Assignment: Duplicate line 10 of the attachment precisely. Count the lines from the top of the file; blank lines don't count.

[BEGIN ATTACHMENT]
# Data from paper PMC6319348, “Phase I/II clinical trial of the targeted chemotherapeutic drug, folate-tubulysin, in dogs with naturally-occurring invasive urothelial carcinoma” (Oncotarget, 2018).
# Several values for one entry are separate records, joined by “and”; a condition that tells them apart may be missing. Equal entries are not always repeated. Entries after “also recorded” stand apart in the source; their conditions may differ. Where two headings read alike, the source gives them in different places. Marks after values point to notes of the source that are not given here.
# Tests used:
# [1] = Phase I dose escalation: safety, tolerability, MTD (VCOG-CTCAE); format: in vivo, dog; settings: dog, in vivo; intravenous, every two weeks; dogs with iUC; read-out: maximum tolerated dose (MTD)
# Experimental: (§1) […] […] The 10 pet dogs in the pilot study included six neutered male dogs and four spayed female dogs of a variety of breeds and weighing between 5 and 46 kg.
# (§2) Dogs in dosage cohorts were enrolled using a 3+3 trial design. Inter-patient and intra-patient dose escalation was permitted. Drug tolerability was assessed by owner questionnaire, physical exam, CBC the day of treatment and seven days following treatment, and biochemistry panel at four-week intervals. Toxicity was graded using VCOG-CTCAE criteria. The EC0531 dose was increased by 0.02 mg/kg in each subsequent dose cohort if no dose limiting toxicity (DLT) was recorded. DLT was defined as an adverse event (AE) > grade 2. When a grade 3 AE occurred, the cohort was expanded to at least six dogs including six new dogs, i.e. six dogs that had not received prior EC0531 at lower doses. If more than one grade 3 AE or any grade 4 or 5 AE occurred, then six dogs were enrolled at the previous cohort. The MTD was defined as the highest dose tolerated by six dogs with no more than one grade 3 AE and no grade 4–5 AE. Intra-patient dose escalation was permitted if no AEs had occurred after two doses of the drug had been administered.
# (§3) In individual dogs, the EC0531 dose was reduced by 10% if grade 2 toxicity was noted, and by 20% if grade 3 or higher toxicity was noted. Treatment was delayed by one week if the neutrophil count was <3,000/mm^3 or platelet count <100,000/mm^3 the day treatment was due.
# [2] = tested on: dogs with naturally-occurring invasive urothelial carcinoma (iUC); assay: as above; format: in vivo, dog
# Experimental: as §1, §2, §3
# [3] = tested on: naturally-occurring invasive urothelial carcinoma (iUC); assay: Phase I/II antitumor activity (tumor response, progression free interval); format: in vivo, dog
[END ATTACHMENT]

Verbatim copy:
# [3] = tested on: naturally-occurring invasive urothelial carcinoma (iUC); assay: Phase I/II antitumor activity (tumor response, progression free interval); format: in vivo, dog